Saturday, February 12, 2005
As I mentioned before, traffic in Chennai is fascinating. I am having doubts about my theory of the 'look forward' rule, but it still seems to hold good 99% of the time. Last week on crossing over to Vedavani I was almost creamed by a motorbike driving on the wrong side of the road - and I don't mean just over the line, I mean I had just stepped away from the kerb.
Of course, I hadn't actually been walking on the pavement beforehand, as no-one here uses the pavement. Of course they don't. That's because the pavements are for crapping and pissing on! Once you work that one out, the side of the road becomes a much more pleasant prospect every time :-)
We've done a little bit more walking about of late - it's really much safer than it feels when you arrive. Everyone drives around you, at least I've only once seen someone who wasn't going to (another biker, coming towards me - at least he was going the right way this time). It's also worth bearing in mind that the traffic here does travel much closer, although the fact they squeeze into places with about a millimetre to spare can make things seem a lot more dangerous.
Red lights are also fascinating. The ones here have a timer to show how long until they turn green, and also how long until a green turns red. Sometimes, about 30 seconds before, the red light suddenly goes from meaning "stop" to "okay ifthere's nothing much coming just go ahead the crossraods anyway". Sometimes it happens about 20 seconds, sometimes about 10, though I haven't figured out what determines the exact figure. Maybe it's to do with the phase of the moon or something.
I've already mentioned u-turns, but they're kinda tame compared to my new favourite traffic manoeuvre - the pending-green queue jump. As the timer clicks down to about ten, stuck about 200 yards from the red light, Suresh has a cursory check that a 10-ton truck isn't bearing down on him from the wrong lane and moves out. He speeds up past the 200 yards of standing traffic, then cuts across the front end of it (often over a zebra crossing). By this time, the light turns red and off we go. And NOBODY bats an eyelid at this!
Zebra crossings are interesting. I suspect they mean nothing, and are useful for only one thing - spotting who the tourists are. I reckon the locals must wonder why the foreigners are drawn to the strange white markings on the roads. Maybe they're some sort of tourist trap that just hasn't been activated yet ;-)
But these examples, extreme though they may seem when taken out of context, do not prortray the truth of the traffic situation. Like all matters, you really need to look holistically at the subject in order to gain such an insight. After a few days of wide eyes at near-hits and narrowly-avoided-catastrophe's, you calm down and start to see the flow of the situation. And from the chaos, a sort of pattern appears. And a theory (unproven).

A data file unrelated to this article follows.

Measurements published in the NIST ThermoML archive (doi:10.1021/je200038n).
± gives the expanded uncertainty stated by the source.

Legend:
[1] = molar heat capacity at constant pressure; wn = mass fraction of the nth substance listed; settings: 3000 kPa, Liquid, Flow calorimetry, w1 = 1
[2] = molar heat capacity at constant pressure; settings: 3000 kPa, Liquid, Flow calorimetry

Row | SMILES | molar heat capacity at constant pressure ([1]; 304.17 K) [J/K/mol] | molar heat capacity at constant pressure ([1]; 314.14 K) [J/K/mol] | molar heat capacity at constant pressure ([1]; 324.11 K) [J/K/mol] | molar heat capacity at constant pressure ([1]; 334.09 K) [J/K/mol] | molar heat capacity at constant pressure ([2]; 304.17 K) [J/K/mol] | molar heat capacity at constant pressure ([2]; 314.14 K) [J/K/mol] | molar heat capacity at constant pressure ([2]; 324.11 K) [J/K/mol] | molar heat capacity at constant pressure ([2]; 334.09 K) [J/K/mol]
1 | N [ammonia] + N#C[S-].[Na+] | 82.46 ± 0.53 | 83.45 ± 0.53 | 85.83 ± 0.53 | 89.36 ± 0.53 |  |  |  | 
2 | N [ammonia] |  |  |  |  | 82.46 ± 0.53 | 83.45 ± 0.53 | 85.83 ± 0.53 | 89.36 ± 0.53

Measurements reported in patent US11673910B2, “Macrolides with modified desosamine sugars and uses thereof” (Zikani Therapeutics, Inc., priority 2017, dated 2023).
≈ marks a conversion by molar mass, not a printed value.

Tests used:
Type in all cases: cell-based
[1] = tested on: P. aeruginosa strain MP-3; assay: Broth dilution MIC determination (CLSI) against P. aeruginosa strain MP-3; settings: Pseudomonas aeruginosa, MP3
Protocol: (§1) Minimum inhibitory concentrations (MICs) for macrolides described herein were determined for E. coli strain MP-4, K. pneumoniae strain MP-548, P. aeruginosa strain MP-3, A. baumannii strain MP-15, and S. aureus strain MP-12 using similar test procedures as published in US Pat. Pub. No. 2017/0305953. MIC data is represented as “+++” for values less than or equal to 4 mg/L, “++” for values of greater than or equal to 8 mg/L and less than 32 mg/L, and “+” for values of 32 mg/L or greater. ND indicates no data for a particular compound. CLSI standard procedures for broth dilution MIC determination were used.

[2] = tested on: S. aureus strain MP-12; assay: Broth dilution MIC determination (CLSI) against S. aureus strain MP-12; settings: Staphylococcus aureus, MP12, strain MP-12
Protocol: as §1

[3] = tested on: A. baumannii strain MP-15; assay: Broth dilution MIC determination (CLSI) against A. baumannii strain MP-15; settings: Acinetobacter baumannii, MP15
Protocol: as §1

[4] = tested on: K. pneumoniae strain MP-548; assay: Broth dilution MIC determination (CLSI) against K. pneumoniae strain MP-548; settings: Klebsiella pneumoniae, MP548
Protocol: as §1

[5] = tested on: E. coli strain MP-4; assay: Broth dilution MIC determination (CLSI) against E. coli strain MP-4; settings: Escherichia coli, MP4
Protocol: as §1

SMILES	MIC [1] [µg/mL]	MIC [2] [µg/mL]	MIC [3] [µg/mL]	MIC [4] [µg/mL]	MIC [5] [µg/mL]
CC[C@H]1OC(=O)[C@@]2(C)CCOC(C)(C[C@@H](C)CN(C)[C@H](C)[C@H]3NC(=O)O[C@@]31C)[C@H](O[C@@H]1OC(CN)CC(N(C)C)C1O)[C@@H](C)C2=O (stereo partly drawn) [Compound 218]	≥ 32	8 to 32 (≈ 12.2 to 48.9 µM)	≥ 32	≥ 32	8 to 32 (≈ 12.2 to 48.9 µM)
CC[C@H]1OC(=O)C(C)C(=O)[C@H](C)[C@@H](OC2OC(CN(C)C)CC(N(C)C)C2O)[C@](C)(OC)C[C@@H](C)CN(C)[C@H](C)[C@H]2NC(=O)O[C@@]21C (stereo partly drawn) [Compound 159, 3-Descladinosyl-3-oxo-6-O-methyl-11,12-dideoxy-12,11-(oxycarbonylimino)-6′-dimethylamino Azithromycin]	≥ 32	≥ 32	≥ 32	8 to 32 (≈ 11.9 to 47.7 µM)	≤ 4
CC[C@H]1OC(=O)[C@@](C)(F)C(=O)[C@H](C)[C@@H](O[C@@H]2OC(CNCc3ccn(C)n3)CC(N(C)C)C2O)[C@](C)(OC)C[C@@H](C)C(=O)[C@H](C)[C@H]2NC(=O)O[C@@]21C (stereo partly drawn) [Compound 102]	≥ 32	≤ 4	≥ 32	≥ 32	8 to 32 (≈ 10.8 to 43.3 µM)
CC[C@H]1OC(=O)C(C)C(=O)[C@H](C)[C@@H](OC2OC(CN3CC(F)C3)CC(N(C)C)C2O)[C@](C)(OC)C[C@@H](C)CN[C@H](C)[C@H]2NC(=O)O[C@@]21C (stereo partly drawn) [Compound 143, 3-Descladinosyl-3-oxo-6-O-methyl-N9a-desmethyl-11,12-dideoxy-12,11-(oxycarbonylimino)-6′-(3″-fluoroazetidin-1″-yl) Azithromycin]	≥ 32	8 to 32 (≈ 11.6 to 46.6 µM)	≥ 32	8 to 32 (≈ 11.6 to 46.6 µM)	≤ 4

It seems to me that there is one simple rule here. You are responsible for moving out the way of everything that is in FRONT of you, and have NO responsibility of anything BEHIND you. Nobody uses their mirrors, in fact I notice many cars without any wing mirrors (by design, not accident). So if the guy in front of you decides to stop suddenly and do a u-turn without signal or warning, it is your responsibility to get around him or to stop. Drivers will hit their horn at such a sudden action, but rarely in anger, in warning of their presence.
And this would never work back home in the UK - traffic moves so much faster there, but in Chennai you rarely get much above 20 in the city streets, usually much less. Only the proximity of traffic coming from all angles and directions create the illusion of impending doom behind this highly logical and evolved driving scheme.
I mean, think about it! What dullard ever conceived of a driving system where you are responsible for the safety of drivers BEHIND you? Where are your eyes? At the FRONT of your head. Is it comfortable to turn round and look behind you? Does a cursory glance behind give you a good view of the road? Are rear-view and wing mirrors reliable, when distance distortion and blind spots are taken into account? So why do we do it? Just form the intention to turn right, indicate your intentions (optional phase) and, as Nike say, "Just Do It!"
Maybe when I return to the UK I'll form a campaign to enact forward view driving and more horn warnings. I hope not.